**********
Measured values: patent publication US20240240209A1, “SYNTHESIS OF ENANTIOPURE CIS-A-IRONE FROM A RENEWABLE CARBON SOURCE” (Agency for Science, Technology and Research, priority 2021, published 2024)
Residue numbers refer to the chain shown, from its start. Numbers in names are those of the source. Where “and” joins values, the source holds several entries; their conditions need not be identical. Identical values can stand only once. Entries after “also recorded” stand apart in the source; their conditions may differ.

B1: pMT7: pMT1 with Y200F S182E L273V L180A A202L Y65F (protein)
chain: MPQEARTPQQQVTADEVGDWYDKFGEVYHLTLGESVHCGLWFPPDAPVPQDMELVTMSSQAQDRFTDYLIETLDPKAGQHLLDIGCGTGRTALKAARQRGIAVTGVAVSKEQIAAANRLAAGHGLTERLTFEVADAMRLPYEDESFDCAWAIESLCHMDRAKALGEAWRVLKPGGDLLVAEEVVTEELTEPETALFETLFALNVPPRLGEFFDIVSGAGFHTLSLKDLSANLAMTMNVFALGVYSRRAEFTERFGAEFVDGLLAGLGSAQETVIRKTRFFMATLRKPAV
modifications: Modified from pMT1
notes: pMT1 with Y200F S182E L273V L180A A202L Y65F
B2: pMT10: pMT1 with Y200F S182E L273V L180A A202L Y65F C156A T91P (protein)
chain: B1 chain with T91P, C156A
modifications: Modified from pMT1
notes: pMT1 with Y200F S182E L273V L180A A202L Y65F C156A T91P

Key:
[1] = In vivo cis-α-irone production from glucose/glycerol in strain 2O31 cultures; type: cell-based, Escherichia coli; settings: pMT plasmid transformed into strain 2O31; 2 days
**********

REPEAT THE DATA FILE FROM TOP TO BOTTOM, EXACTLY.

Measured values: patent publication US20240240209A1, “SYNTHESIS OF ENANTIOPURE CIS-A-IRONE FROM A RENEWABLE CARBON SOURCE” (Agency for Science, Technology and Research, priority 2021, published 2024)
Residue numbers refer to the chain shown, from its start. Numbers in names are those of the source. Where “and” joins values, the source holds several entries; their conditions need not be identical. Identical values can stand only once. Entries after “also recorded” stand apart in the source; their conditions may differ.

B1: pMT7: pMT1 with Y200F S182E L273V L180A A202L Y65F (protein)
chain: MPQEARTPQQQVTADEVGDWYDKFGEVYHLTLGESVHCGLWFPPDAPVPQDMELVTMSSQAQDRFTDYLIETLDPKAGQHLLDIGCGTGRTALKAARQRGIAVTGVAVSKEQIAAANRLAAGHGLTERLTFEVADAMRLPYEDESFDCAWAIESLCHMDRAKALGEAWRVLKPGGDLLVAEEVVTEELTEPETALFETLFALNVPPRLGEFFDIVSGAGFHTLSLKDLSANLAMTMNVFALGVYSRRAEFTERFGAEFVDGLLAGLGSAQETVIRKTRFFMATLRKPAV
modifications: Modified from pMT1
notes: pMT1 with Y200F S182E L273V L180A A202L Y65F
B2: pMT10: pMT1 with Y200F S182E L273V L180A A202L Y65F C156A T91P (protein)
chain: B1 chain with T91P, C156A
modifications: Modified from pMT1
notes: pMT1 with Y200F S182E L273V L180A A202L Y65F C156A T91P

Key:
[1] = In vivo cis-α-irone production from glucose/glycerol in strain 2O31 cultures; type: cell-based, Escherichia coli; settings: pMT plasmid transformed into strain 2O31; 2 days